This section covers what eating disorders are, the symptoms are and how you can get treatment. You might find it useful if you have an eating disorder yourself, or if you care for someone who does.
You will use food to try to manage your feelings if you have an eating disorder.
- There are different types of eating disorders.
- You will have an unhealthy relationship with food and weight. You may eat too little or too much food.
- Eating disorders often start during your teenage years or early adulthood. You may develop them as an adult.
- Eating disorders can lead to serious physical health problems.
- Treatments for eating disorders can be medication, talking therapies and family therapy.
An eating disorder is a mental illness. You will use food to try to manage your feelings. If you have an eating disorder you will have an unhealthy relationship with food. This may be eating too much or too little food. You may become obsessed with food and your eating patterns if you have an eating disorder.
Anyone can develop an eating disorder. It doesn’t matter what your age, gender, cultural or racial background is. It is estimated that there are 725,000 people in the UK with an eating disorder.
What are the different types of eating disorders?
There are many different eating disorders. This section covers Anorexia Nervosa, Bulimia Nervosa, Binge Eating Disorder and ‘Other Specified Feeding and Eating Disorders’.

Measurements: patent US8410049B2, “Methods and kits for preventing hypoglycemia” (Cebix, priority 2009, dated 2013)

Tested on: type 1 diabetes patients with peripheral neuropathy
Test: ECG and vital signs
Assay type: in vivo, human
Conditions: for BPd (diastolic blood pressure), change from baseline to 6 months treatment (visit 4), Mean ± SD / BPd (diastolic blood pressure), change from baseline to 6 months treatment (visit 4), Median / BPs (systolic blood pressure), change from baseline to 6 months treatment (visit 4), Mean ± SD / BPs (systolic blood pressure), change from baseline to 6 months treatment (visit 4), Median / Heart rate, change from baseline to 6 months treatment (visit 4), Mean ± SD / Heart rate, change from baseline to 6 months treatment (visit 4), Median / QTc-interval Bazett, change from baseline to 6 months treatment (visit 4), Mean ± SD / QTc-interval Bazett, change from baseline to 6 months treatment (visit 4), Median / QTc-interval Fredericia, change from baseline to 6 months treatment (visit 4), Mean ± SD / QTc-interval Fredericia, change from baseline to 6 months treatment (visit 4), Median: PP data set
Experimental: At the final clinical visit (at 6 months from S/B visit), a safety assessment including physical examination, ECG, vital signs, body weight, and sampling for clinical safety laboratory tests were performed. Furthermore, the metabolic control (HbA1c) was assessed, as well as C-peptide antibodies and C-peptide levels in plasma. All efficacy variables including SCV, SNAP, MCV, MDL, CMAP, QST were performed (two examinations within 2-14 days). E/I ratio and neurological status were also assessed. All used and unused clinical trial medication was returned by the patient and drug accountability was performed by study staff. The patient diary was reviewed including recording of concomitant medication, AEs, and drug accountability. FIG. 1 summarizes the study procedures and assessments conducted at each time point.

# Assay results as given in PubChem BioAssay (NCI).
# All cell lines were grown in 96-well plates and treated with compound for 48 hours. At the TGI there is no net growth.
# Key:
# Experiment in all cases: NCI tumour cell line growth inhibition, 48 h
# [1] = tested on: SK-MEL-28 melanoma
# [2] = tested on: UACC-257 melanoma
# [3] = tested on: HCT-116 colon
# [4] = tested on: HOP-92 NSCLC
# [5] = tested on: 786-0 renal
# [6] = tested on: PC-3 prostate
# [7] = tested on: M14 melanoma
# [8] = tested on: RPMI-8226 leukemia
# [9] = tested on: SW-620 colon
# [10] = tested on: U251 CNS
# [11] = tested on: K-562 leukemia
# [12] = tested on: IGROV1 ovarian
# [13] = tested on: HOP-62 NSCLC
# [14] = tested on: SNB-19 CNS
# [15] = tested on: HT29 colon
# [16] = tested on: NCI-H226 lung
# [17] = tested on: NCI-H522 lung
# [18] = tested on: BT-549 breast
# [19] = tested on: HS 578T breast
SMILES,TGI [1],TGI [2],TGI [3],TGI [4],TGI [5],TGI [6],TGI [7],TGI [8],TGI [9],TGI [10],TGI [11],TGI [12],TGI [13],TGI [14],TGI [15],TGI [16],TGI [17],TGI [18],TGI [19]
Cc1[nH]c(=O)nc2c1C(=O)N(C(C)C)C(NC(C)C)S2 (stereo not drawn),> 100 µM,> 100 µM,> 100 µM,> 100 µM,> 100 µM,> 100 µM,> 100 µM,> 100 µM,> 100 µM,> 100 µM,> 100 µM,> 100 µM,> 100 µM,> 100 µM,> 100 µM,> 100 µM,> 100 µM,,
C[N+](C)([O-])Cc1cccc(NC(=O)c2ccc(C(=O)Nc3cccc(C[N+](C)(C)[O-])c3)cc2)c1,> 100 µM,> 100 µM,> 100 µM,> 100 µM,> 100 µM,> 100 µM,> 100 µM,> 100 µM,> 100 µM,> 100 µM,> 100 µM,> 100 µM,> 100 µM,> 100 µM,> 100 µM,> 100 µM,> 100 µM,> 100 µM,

You will try to keep your weight as low as possible if you have anorexia. You may think you are overweight even if others say you are dangerously thin. You may fear gaining weight and dismiss ideas to encourage you to eat more.
You will have an unhealthy eating cycle if you have bulimia. You will eat a lot of food and then do something to yourself to stop weight gain. You may make yourself vomit, take laxatives or over exercise. The eating is called ‘binging’ and what you do after is called ‘purging’. You will usually have an average body weight. This may mean other people do not notice you are having these problems.
Binge eating disorder (BED)
You will eat a lot of food in a short period of time on a regular basis if you have BED. As with bulimia, you won’t feel control of your eating. It is likely to cause you distress. You may feel disconnected and struggle to remember what you have eaten.
Other eating disorders and eating problems
Other Specified Feeding and Eating Disorder (OFSED) OFSED means you have symptoms of an eating disorder. But you don't have all the typical symptoms of anorexia, bulimia or BED. You could have a mixture of symptoms from different eating disorders. This does not mean that your illness is less serious.
Orthorexia is not a recognised clinical diagnosis. But many people struggle with the symptoms. Orthorexia is when you pay too much attention to eating food that you feel is healthy and pure. It may begin as a healthy diet but becomes rigorous and obsessive. You may become socially isolated because you plan your life around food.
You turn to food when you have negative feelings if you are an emotional overeater. These can be feelings like anxiety or sadness. Eating the food may help you to feel comforted.
Lots of people use food to help manage feelings, this is normal. But it may become a problem if this is the only management technique that you have. Or you are beginning to feel out of control. Emotional overeating can cause feelings of guilt and shame.